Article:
Paula Weisberger (left) and Robin Zinchuk work on totes. Bethel Citizen photo by Samuel Wheeler

REGION — An overflow of used pants has led to more than $13,000 being raised for local programs like the Food Pantry, Smile Fund,  and SAD 44 Backpack program.

The repant project, started by Albany resident Sue Lowe in the fall of 2019, focused on taking pairs of used pants donated to the exchange and sewing them into tote bags. The exchange began to receive too many pairs of pants, eventually getting so many it did not know what to do with all of them.

Many of the extra pants were being sent to Goodwill, but after doing some research, Lowe realized that only a small percentage of the pants being sent there actually end up going home with someone. She said people think once clothes come off the racks in 30 days they are being recycled, but most end up landfills instead. This made her want to take a different route.

She took a pile of pants home with her and began searching online for ideas on what do with the pants. A friend that was up visiting Lowe one day was helping her do some research and discovered that somewhere people were sewing pants into totes. She began to sewing them into bags and before she knew it a few more women began to sew bags, also.

Currently, there are a “core” group of  a dozen or so women that are involved in the process, but the group is always encouraging more people to join and Lowe emphasized that they do not have to be good at sewing.

“We’re teaching some people to sew,” Robin Zinchuk said. Zinchuk is one of the people who has been a major part of the repant effort.


Bethel resident Donna Gillis, an experienced seamstress, is another who’s person who’s been heavily involved, especially when it’s come to teaching people how to sew.

Lowe said the group started out by sewing bags only from pants donated to the exchange or ones that they got from their husbands, she admitted, but since then Goodwill and Salvation Army have sent pants their way, also.

When making the bags, each of them tries to use as much material as possible. They learned that pants pockets serve the same purpose on their totes, making for a nice place for someone to store their cellphone.

They also take logos from t-shirts and sew them on bags. They’ve used Moxie, Red Sox and Sunday River logos, amongst others, with the latter being especially popular. The totes were available this winter at the Gem Theater, Barking Dawg Market, Riverview Resort, Cafe DiCocoa’s and True North Adventure. According to Lowe, the totes at the Barking Dawg sold out quickly given its location near Sunday River.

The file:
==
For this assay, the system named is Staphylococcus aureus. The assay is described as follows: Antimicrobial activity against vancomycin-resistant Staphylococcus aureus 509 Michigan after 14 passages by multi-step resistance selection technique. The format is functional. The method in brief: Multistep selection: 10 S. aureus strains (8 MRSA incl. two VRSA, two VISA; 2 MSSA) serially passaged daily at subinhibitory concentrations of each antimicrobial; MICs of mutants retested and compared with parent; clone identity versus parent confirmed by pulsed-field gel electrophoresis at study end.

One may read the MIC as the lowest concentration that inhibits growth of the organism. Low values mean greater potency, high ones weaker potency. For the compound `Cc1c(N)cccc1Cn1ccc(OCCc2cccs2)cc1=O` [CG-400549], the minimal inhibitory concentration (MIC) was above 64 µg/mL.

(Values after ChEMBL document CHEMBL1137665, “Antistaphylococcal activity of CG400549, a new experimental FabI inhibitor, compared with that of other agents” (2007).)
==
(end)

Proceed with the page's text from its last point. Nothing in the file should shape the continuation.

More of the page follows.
“A lot of people wanted a souvenir that was Maine-related,” Lowe said.

With word spreading about the repant effort, more businesses and people in the area have reached out. The owner of the Matterhorn recently sent down nine t-shirts for the group to use for their bags and someone else donated a ton of Molly Ockett Day shirts giving the group plenty of room to be creative.


“The pants sort of dictate what we’re going to do with them,” Lowe said. “If they have a stain on them, that’s usually where the logo or pocket will end up.”

When it comes to buying the bags, it’s an honor system. People can take the bags from the business and then later send the money to the district exchange. They are encouraging a minimum donation of $25 per bag, but said if people cannot afford to give $25, a lesser amount would work.

The exchange has received plenty of $25 donations, but many people have been more generous. The exchange has received several $50 donations, a few $100 ones and one that was $500. Each bag has an envelope for people to send a check, another way people can donate is by Venmo.

“It’s really just an amazing community effort,” Lowe said.




Linda Mcdonough hard at work. Her, along with a few other women, meet every Tuesday morning to make totes.

Melinda Remington holds one of the finished products and holds another that is close to completion. Bethel Citizen photo by Samuel Wheeler.








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